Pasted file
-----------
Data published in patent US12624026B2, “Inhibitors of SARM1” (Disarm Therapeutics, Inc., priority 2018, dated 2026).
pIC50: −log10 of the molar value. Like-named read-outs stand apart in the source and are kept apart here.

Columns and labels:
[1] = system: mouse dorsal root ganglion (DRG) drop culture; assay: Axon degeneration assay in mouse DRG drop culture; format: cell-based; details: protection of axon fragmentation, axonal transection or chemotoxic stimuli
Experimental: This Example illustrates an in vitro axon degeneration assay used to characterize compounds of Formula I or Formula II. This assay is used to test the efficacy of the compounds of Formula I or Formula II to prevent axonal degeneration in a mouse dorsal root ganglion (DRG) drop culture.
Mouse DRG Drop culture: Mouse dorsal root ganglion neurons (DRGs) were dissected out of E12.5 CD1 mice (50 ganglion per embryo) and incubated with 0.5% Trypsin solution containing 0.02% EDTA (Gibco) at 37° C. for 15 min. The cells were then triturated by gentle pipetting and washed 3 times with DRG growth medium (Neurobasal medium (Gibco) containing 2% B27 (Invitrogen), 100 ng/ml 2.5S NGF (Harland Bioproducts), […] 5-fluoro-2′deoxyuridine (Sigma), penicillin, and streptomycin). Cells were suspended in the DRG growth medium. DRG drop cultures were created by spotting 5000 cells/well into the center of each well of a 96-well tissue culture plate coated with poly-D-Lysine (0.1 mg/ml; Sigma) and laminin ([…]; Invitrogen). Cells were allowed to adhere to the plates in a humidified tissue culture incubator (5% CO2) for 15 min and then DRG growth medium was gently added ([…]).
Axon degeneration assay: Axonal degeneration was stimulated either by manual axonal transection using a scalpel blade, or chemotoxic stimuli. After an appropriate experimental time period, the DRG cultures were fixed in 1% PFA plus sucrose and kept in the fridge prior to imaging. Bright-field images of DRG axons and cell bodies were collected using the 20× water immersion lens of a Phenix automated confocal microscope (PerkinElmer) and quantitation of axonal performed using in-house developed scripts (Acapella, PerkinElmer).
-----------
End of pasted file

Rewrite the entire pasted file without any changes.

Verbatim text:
Data published in patent US12624026B2, “Inhibitors of SARM1” (Disarm Therapeutics, Inc., priority 2018, dated 2026).
pIC50: −log10 of the molar value. Like-named read-outs stand apart in the source and are kept apart here.

Columns and labels:
[1] = system: mouse dorsal root ganglion (DRG) drop culture; assay: Axon degeneration assay in mouse DRG drop culture; format: cell-based; details: protection of axon fragmentation, axonal transection or chemotoxic stimuli
Experimental: This Example illustrates an in vitro axon degeneration assay used to characterize compounds of Formula I or Formula II. This assay is used to test the efficacy of the compounds of Formula I or Formula II to prevent axonal degeneration in a mouse dorsal root ganglion (DRG) drop culture.
Mouse DRG Drop culture: Mouse dorsal root ganglion neurons (DRGs) were dissected out of E12.5 CD1 mice (50 ganglion per embryo) and incubated with 0.5% Trypsin solution containing 0.02% EDTA (Gibco) at 37° C. for 15 min. The cells were then triturated by gentle pipetting and washed 3 times with DRG growth medium (Neurobasal medium (Gibco) containing 2% B27 (Invitrogen), 100 ng/ml 2.5S NGF (Harland Bioproducts), […] 5-fluoro-2′deoxyuridine (Sigma), penicillin, and streptomycin). Cells were suspended in the DRG growth medium. DRG drop cultures were created by spotting 5000 cells/well into the center of each well of a 96-well tissue culture plate coated with poly-D-Lysine (0.1 mg/ml; Sigma) and laminin ([…]; Invitrogen). Cells were allowed to adhere to the plates in a humidified tissue culture incubator (5% CO2) for 15 min and then DRG growth medium was gently added ([…]).
Axon degeneration assay: Axonal degeneration was stimulated either by manual axonal transection using a scalpel blade, or chemotoxic stimuli. After an appropriate experimental time period, the DRG cultures were fixed in 1% PFA plus sucrose and kept in the fridge prior to imaging. Bright-field images of DRG axons and cell bodies were collected using the 20× water immersion lens of a Phenix automated confocal microscope (PerkinElmer) and quantitation of axonal performed using in-house developed scripts (Acapella, PerkinElmer).